The Power of Propaganda and the Creation of the Third Reich

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Klara and Alois Hitler experienced the most significant day of their lives on April 20, 1889 with the birth of their only son to survive infancy. Their son would prove to be important in their lives and the lives of millions of people around the world. They named their son Adolf Hitler. Hitler grew up to have extraordinary ambitions and a successful plan to carry them out. At the time of his death Hitler personified the totalitarian state. He spent decades of his life gathering support and rising to a position of power. He did this first as the leader of the Nazi party, then as the supreme dictator of Germany. How Hitler managed to achieve such immense power is a question that still plagues historians today. His power grew fast and he used a variety of techniques to gain it. The most important technique Hitler exercised was an exceptional use of propaganda which rallied the masses behind his cause and led him towards success. Hitler used his knowledge of speech and his understanding of worldly events to influence the German people. Ultimately, Hitler secured the power he needed to pursue his dreams of turning Germany into the most powerful state in the world.

Generating power for Germany was not an easy task for Hitler to accomplish. The roots of Hitler’s ambitions and the Nazi party can be found in the political events of post World War I Germany. When Germany requested an armistice on October 3, 1918, the existing German government created a “popular demand for radical change” among the population (Kershaw 111). The German revolution of November, 1918, united liberals and socialists under the goal of eradicating the existing autocratic regime. They succeeded and created the Weimer republic, which immediately declared defeat in World War I. The German people were left unsatisfied and confused by the actions of their government. The end of the war and the harsh regulations forced on Germany by the Treaty of Versailles created an unstable society. Germans were not pleased with the results of World War I and many of them sought further political change within their country. This was the perfect base of social instability that Hitler needed to build power for his political party and for himself.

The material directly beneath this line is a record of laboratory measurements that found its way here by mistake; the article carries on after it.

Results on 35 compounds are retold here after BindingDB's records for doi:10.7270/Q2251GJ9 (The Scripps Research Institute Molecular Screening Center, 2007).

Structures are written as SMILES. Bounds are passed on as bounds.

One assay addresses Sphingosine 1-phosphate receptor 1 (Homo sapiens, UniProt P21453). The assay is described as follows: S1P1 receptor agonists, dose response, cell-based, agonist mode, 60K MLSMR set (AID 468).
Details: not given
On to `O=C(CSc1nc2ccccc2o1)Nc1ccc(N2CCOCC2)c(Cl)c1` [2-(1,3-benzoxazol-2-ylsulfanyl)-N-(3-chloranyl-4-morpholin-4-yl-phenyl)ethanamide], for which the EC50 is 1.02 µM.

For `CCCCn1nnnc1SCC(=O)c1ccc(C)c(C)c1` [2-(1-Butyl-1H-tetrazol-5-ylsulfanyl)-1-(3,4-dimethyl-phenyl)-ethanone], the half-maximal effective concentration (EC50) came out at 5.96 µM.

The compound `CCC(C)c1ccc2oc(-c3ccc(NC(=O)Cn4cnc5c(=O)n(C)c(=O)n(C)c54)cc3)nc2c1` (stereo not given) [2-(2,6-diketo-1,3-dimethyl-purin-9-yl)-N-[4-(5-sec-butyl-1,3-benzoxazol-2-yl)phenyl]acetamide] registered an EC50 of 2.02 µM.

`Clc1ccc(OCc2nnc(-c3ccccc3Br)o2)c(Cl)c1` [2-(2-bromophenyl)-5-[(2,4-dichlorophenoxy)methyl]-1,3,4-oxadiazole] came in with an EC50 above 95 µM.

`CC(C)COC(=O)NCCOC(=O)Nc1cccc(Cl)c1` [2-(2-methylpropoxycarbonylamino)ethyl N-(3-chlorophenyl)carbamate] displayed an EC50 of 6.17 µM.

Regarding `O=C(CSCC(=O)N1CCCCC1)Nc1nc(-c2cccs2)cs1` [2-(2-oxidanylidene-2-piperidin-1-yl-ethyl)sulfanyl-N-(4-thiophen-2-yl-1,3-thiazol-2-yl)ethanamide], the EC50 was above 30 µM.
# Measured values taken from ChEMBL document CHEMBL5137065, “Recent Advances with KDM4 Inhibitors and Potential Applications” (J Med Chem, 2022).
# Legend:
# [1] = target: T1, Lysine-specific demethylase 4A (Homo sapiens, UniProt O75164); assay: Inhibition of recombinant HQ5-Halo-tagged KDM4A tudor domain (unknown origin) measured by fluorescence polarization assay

He began his political life by joining a small group called the German Worker’s Party in September, 1919 (Kershaw 131). At first he considered himself an insignificant factor in the greater game of German politics. However, the German Worker’s Party was ripe for exploitation. Hitler used his party position to create the guards of Brown Shirts and Black Shirts, also known as the S.A. and the S.S., which would march behind him throughout his rise to power (Lichtenberger 24). He adopted the swastika as the party’s flag and purchased the party’s first “newspaper organ,” the Völkischer Beobachter, beginning a rise of propaganda never seen before in European politics (Lichtenberger 24). It took Hitler less than two years to become the leader of the party, now known as the NSDAP, in 1921. By 1922 Hitler achieved status as an international political figure, often “spoken of in nationalist circles as Germany’s Mussolini, even compared with Napoleon” (Kershaw 131).

The force behind Hitler’s rapid success was his powerful use of propaganda. The heart of the party’s campaign was the notion of German rebirth as a powerful nation. Hitler was exceptionally good at speaking to the masses and rallying them behind his cause. When supporters came to listen to Hitler they were entranced by the power of his voice. That power came from Hitler’s knowledge that inspiring speech “was less what he said than how he said it” (Kershaw 133). The rise of the NSDAP was reliant on “the orgasmic excitement which only the ecstatic masses could give” (Kershaw 133). Thousands of NSDAP supporters attended these mass meetings to hear Hitler speak. The movement was especially popular with the youth of Germany who felt that they had been thrust unfairly into World War...
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